Churchill fieldwork 2.

The collecting begins.

Over the past couple of days, we have been out to various sites collecting samples. We’re targeting groups that graduate students are focusing on, including molluscs (Paola), crustaceans (Nick), and wasps (Joao), as well as some for undergraduate studies including flies (Paula) and “EPTs” — Ephemeroptera (mayflies), Plecoptera (stone flies), and Trichoptera (caddisflies) (Kelly). We are also collecting annelids, various insects, and spiders. For the first time, we are working on plants as well. In addition to Paola, Nick, and Joao, we have Brandon joining us for this trip. He formerly worked on moths for his undergraduate project and is now taking a break from his graduate program to help us out.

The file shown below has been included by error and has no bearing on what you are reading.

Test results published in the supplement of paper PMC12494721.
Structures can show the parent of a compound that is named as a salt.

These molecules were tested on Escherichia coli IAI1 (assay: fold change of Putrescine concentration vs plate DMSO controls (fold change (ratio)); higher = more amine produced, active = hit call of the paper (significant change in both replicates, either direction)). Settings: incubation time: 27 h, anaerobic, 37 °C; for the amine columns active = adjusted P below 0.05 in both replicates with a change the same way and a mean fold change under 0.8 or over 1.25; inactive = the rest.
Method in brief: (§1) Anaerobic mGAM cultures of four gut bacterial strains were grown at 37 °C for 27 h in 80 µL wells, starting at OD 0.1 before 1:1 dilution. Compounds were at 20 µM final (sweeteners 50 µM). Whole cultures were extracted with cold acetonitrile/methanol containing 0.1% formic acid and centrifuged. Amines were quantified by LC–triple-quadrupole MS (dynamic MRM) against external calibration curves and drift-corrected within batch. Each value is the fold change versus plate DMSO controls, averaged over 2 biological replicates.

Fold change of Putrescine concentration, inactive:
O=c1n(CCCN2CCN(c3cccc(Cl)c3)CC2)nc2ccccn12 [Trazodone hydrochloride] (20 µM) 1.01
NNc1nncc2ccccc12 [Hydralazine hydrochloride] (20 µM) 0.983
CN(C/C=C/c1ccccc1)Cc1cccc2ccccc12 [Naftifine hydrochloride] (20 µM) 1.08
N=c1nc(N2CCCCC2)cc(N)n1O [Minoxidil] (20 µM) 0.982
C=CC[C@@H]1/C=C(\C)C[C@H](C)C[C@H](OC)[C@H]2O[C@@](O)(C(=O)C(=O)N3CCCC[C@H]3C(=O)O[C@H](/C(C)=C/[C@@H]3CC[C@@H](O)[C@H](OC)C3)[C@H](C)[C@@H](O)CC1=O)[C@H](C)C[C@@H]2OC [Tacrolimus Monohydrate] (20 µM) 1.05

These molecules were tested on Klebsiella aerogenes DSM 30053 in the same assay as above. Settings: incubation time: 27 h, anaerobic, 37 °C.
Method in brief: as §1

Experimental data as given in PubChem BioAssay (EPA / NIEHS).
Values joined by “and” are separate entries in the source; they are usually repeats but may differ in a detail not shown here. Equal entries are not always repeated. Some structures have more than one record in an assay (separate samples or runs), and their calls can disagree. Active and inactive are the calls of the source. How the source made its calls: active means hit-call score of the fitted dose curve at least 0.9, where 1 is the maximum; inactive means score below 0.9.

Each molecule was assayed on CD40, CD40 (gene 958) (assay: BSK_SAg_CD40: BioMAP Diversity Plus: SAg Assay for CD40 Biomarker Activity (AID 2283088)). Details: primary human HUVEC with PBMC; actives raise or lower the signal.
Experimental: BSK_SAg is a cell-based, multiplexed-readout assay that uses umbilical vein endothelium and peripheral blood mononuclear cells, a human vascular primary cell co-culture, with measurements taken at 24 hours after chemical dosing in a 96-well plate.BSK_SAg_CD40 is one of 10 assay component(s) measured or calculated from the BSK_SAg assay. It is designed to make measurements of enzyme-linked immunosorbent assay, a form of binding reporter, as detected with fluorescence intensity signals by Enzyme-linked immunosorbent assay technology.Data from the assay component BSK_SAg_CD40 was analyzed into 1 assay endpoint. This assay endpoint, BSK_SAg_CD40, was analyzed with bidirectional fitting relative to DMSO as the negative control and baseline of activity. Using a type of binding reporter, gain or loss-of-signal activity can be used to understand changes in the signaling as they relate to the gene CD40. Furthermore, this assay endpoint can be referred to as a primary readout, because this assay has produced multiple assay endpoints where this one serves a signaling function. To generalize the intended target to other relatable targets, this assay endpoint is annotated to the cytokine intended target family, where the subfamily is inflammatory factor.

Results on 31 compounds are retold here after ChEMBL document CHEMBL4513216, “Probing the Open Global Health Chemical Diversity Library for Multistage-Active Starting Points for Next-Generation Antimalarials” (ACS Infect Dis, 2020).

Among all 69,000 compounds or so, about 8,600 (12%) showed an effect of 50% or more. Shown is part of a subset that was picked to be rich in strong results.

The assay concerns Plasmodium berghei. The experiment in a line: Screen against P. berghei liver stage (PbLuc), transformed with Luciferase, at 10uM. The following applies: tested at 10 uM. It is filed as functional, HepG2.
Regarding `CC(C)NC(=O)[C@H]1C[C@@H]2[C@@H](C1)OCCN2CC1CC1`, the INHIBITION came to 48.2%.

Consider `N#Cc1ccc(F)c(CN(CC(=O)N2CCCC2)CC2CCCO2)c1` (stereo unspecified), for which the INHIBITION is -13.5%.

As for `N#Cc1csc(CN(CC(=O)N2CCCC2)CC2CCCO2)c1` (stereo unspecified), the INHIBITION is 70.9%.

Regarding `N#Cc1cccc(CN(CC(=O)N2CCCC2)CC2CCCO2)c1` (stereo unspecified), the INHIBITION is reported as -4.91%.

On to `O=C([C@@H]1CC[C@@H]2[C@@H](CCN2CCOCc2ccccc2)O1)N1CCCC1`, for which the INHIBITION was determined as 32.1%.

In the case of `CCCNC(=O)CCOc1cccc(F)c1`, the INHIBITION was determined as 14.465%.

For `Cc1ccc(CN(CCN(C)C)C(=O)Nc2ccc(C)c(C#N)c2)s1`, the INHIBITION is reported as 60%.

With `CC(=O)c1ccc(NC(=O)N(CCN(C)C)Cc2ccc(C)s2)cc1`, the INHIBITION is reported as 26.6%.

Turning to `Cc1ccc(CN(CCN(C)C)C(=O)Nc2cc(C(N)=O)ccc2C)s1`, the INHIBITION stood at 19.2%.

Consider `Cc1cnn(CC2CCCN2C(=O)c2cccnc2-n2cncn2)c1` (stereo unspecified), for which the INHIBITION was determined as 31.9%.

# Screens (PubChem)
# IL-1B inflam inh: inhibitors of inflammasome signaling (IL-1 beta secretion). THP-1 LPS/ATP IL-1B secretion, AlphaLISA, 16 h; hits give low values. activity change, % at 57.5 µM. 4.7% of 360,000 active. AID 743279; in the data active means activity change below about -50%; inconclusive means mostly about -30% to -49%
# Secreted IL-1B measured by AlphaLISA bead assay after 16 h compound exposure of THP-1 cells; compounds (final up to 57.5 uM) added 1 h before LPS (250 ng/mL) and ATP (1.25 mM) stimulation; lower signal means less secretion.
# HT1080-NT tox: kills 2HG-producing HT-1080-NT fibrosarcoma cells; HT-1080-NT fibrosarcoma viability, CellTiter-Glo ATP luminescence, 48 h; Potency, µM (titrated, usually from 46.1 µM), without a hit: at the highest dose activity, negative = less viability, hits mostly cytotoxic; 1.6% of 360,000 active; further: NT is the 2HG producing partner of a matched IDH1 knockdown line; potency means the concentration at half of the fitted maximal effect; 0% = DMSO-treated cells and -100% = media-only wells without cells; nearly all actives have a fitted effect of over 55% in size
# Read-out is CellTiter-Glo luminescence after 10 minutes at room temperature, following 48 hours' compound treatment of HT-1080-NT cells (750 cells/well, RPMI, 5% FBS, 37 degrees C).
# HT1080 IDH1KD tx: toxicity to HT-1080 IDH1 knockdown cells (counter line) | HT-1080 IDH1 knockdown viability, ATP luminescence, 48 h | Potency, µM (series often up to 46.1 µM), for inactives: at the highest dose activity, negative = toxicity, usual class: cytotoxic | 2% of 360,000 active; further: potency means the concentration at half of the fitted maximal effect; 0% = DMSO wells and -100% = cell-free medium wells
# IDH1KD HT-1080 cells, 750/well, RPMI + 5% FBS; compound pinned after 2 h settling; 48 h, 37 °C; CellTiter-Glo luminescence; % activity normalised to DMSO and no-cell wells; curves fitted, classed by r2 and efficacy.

The region around Churchill has a diversity of habitats to investigate, including tundra, boreal forest, freshwater lakes, ponds, streams, intertidal, and marine.

Joao collecting insects.

Paola, Brandon, and Nick at one of the lake environments.

Ryan and Joao investigating a rock pool.

The range of environments means lots of diverse species to study, but none as abundant as the mosquitoes, which have arisen in droves now that the weather has warmed.

The students have also arrived for the field course. They liked the ice. They did not like all the mosquitoes.


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